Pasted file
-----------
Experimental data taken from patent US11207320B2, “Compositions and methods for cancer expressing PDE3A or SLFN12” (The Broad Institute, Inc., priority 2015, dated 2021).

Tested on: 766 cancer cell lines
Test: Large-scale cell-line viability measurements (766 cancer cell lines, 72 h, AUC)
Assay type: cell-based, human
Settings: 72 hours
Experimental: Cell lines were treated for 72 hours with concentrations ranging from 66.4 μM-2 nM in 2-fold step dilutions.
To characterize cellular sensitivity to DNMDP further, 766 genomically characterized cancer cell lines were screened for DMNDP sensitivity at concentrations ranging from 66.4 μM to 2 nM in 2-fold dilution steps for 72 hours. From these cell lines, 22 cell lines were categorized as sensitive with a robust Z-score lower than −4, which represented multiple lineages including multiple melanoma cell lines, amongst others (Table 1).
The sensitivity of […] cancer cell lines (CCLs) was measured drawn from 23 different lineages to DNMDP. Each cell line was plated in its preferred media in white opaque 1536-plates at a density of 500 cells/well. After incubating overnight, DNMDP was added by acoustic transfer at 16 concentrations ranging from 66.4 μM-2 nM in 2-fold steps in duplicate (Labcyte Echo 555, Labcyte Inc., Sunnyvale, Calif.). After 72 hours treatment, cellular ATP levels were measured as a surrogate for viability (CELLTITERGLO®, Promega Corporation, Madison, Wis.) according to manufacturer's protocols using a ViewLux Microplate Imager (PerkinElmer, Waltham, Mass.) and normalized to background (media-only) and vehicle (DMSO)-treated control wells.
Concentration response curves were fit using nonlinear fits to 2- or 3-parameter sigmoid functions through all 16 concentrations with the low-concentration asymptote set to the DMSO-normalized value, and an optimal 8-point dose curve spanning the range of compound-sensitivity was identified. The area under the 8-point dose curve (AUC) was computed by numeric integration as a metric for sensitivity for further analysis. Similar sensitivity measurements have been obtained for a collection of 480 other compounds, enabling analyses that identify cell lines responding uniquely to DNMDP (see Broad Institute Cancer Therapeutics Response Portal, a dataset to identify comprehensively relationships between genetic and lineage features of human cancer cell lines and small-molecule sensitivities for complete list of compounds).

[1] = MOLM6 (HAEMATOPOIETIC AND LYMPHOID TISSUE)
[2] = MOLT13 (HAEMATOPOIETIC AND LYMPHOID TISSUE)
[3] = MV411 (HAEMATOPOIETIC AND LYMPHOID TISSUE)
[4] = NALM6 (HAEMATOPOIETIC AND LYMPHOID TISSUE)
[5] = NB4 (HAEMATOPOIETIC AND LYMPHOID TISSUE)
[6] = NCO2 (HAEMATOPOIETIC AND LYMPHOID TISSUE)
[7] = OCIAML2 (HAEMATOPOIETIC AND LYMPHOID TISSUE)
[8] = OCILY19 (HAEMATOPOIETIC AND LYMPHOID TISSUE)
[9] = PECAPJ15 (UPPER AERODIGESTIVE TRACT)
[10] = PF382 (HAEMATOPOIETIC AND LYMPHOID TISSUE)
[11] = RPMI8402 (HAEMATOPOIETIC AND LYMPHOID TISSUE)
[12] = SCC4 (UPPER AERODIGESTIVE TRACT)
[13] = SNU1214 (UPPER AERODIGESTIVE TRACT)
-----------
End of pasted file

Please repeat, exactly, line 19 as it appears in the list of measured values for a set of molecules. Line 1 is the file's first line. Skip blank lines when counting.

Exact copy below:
[10] = PF382 (HAEMATOPOIETIC AND LYMPHOID TISSUE)